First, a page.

With a sold-out venue, probably in the 150 region, it is a small basement room with great acoustics and a solid sound system, making it a cosy night. Early doors wasn’t too bad as you could move about, but now everyone has filtered downstairs it’s created a great, if a tad sweaty atmosphere.
Now the band have set up we are off, straight into the closing song on the new album, ‘Dead Woman Walking’ this sets the scene nice as after its brooding intro full of snare snaps and bass rumblings and eventually being joined by Matt on ‘slightly distorted guitar’ the band go about their business, tight and effortless, Greenway’s deep vocal is sublime and the fans agree as they are fist pumping already.
With its intimate surroundings it feels like the band are playing in your front room, as they deliver layers of rich psychedelic fluffiness, each vocal delivery punctuated by soaring guitar, a great opener. There is a kind of familiarity to the sound which is both haunting and warm.
‘Dance of Deceit’ from Violet Hour follows with its deep riff of an opening, drums and bass crashing, both rumbling away dark and menacing as Greenways slower delivery seduces the senses as the song grinds on. Another from the new album follows, ‘Fade into Fantasy’ with a more folkie feel. It starts with a nice repetitive tom run and a sparkly guitar lick.
The bass is locked into the kick drum as Greenway’s voice, deep and delicious slowly unravels the songs lyrical story, sounding like it would fit in, played in a Minstrels Gallery to a gathering of nobility. The tempo changes keep you enthralled at the layers of musicality. Greenways vocals are exercised throughout as she hits the notes on point. Noble hits some interesting notes during the solo, sounding at times to be at slight odds with the melody as, needless to say it works out well. Yet another smooth delivery from Strange Machine.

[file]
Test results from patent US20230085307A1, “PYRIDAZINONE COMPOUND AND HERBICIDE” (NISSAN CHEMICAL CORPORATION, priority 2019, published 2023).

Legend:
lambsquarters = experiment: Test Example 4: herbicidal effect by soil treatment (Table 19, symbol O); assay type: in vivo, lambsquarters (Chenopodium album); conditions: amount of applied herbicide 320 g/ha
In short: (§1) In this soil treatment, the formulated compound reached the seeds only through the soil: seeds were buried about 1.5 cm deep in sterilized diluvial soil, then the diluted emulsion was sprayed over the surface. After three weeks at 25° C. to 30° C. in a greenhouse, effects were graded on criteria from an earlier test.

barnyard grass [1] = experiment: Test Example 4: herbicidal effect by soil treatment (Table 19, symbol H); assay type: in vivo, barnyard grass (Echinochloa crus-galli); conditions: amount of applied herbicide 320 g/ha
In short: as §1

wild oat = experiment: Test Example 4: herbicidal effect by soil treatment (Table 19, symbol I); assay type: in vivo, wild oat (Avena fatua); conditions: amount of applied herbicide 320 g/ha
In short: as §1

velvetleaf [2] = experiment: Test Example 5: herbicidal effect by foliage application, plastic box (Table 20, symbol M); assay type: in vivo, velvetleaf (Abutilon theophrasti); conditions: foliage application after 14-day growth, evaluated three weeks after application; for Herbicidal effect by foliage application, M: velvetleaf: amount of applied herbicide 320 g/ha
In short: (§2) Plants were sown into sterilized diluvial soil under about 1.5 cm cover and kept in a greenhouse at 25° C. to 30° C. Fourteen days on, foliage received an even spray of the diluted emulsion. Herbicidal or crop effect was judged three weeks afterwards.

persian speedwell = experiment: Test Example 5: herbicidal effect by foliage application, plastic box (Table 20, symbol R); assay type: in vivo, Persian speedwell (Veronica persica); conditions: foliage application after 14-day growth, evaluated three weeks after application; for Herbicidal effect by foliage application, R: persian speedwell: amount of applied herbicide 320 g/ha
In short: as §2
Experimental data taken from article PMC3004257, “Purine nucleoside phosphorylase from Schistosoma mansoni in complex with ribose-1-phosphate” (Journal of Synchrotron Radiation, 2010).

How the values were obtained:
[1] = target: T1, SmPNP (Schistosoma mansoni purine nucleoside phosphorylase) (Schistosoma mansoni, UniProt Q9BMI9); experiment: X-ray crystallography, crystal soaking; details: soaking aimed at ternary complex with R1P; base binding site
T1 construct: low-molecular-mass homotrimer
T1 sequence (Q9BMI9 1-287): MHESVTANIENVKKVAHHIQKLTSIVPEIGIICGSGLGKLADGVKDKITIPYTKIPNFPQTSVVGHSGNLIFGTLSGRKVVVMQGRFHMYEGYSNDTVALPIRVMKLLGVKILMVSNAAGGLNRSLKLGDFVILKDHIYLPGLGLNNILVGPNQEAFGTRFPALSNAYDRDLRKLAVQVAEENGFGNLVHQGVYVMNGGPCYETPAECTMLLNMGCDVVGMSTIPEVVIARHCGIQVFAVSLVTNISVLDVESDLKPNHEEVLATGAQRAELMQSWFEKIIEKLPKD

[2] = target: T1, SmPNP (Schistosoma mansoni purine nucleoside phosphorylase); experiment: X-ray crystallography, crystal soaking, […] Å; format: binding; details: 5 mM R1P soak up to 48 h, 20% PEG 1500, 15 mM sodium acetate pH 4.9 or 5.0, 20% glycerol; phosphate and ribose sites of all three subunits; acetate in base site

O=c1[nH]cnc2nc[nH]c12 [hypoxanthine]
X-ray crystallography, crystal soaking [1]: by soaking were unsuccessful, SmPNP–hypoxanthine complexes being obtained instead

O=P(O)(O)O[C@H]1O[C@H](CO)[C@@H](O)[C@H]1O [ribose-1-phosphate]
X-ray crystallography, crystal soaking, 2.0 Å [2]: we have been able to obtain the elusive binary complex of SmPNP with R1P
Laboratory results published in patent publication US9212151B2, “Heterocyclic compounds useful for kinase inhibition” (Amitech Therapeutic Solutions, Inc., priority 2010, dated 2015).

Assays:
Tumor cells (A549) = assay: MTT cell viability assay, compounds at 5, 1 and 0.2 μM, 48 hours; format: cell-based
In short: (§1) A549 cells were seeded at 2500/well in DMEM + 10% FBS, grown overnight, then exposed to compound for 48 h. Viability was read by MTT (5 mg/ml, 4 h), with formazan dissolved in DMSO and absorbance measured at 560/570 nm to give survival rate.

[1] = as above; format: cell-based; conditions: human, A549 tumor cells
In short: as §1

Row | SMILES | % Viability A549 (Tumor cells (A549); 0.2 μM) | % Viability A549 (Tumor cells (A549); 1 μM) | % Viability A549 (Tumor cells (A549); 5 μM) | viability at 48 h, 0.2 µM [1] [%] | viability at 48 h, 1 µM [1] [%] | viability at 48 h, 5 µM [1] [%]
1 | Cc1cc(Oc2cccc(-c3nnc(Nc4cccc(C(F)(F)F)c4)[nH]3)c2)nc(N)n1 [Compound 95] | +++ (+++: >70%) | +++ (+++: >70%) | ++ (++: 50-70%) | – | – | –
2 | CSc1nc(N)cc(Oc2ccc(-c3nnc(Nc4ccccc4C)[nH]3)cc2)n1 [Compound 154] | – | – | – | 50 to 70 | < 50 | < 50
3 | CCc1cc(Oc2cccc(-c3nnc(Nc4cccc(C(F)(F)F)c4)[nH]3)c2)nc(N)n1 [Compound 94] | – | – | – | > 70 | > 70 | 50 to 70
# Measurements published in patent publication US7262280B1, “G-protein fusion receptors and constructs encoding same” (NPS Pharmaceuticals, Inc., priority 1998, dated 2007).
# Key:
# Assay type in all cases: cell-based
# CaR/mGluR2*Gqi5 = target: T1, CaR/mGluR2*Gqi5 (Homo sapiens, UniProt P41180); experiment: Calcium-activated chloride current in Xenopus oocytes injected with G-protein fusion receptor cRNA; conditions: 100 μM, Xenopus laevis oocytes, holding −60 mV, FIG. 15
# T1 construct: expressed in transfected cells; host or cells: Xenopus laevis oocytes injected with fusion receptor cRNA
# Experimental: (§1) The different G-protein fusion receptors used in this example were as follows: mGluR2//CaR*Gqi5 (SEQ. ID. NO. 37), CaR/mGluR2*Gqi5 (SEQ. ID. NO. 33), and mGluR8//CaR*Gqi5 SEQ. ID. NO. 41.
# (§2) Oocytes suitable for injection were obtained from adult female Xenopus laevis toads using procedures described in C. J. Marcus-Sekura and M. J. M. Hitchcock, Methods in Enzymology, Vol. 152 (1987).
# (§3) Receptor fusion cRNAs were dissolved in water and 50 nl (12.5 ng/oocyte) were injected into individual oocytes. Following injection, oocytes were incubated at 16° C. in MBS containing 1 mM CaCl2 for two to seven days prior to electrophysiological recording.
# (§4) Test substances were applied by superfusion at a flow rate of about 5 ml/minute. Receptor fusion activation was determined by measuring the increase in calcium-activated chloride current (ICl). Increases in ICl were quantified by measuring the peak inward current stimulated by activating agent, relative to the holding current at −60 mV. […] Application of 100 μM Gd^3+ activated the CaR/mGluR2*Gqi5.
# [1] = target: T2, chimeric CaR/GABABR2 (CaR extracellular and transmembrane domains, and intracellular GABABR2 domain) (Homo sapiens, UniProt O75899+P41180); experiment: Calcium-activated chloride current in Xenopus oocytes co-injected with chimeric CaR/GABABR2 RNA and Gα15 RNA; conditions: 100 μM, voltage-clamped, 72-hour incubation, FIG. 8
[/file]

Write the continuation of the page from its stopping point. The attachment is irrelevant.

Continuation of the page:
Going back to Violet Hour we have ‘Hypnotised’ with a shadowy Classic rock under current, the solo break is light and bouncy as it provides an airiness to this dark track. Originally played by Dean Ashton of Diamond Head fame, Matt Noble who replaced him in 2021 has certainly brought his own flavour to the instrumental finish.
‘Psychedelic Expressway’ has an almost 60’s ‘Shocking Blue’ type vibe, more acid tripping than doom inspiring. Another from the new album showing a slight variation in musical direction. As the name suggests, its full of arm waving hippieness, feel good vibes. ‘Hunt’ is our last visit to the previous album. Its dark heavy melancholy sounds perfectly embrace the slightly echoey vocals of Greenway as she purposefully delivers the story.
Bass rumblings from Dan Burchmore push this tune along as Jake Mason’s cymbals crash around as he keeps time throwing in a superb drum riff as we get into the breakdown with its slight tempo change and great harmonised guitars. Greenway has hold of the mic stand as she bobs and weaves, her long hair flowing as she does so, the crowd love it shouting out as she performs in her blue playsuit.
‘Broken Stone’ now follows with its Tom drum opening joined by Burchmores deep bass offering, suddenly there’s a room full of distortion as Nobles guitar joins in. He’s stood at the side grinning as he breaks up the party.
His nasty guitar, cuts the song open like a chainsaw doing heart surgery. With smoke and backlighting giving this song a great vibe, the heat in the room as increased as the cheering and dare I say it, shoegazing is in full flow.
Over the Hills’ with its slight tempo change grinds out next, Greenways voice is as strong as ever as she threads her lyric between layers of guitar dripping in distortion and a bass trying to hurt your nether regions. The crowd are loving it, they have surged right up to the low stage, I’ve long since beaten a safe retreat to the sound board, which, incidentally, has done a grand job in such a small venue.